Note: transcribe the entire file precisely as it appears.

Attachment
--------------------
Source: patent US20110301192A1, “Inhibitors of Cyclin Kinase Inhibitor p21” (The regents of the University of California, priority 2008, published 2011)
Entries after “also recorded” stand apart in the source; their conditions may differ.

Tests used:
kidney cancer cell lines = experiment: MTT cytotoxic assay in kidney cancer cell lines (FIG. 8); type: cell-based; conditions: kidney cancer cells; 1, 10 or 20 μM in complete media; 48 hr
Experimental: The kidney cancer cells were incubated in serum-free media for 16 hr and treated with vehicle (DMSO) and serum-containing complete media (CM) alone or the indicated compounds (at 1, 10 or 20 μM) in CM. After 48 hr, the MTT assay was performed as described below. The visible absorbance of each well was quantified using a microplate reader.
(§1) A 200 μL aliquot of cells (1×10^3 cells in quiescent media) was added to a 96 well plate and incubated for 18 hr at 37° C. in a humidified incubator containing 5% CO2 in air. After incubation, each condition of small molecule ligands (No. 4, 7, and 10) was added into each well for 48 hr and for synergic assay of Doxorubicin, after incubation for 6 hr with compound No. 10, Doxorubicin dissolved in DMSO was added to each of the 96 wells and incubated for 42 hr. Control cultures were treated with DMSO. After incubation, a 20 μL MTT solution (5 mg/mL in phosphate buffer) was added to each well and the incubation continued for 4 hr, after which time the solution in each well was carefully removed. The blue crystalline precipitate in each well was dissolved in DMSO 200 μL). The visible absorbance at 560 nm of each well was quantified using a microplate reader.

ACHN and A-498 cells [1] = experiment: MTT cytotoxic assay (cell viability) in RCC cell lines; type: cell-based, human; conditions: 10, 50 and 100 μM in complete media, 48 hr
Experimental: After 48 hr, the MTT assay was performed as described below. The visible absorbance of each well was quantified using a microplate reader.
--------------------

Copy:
Source: patent US20110301192A1, “Inhibitors of Cyclin Kinase Inhibitor p21” (The regents of the University of California, priority 2008, published 2011)
Entries after “also recorded” stand apart in the source; their conditions may differ.

Tests used:
kidney cancer cell lines = experiment: MTT cytotoxic assay in kidney cancer cell lines (FIG. 8); type: cell-based; conditions: kidney cancer cells; 1, 10 or 20 μM in complete media; 48 hr
Experimental: The kidney cancer cells were incubated in serum-free media for 16 hr and treated with vehicle (DMSO) and serum-containing complete media (CM) alone or the indicated compounds (at 1, 10 or 20 μM) in CM. After 48 hr, the MTT assay was performed as described below. The visible absorbance of each well was quantified using a microplate reader.
(§1) A 200 μL aliquot of cells (1×10^3 cells in quiescent media) was added to a 96 well plate and incubated for 18 hr at 37° C. in a humidified incubator containing 5% CO2 in air. After incubation, each condition of small molecule ligands (No. 4, 7, and 10) was added into each well for 48 hr and for synergic assay of Doxorubicin, after incubation for 6 hr with compound No. 10, Doxorubicin dissolved in DMSO was added to each of the 96 wells and incubated for 42 hr. Control cultures were treated with DMSO. After incubation, a 20 μL MTT solution (5 mg/mL in phosphate buffer) was added to each well and the incubation continued for 4 hr, after which time the solution in each well was carefully removed. The blue crystalline precipitate in each well was dissolved in DMSO 200 μL). The visible absorbance at 560 nm of each well was quantified using a microplate reader.

ACHN and A-498 cells [1] = experiment: MTT cytotoxic assay (cell viability) in RCC cell lines; type: cell-based, human; conditions: 10, 50 and 100 μM in complete media, 48 hr
Experimental: After 48 hr, the MTT assay was performed as described below. The visible absorbance of each well was quantified using a microplate reader.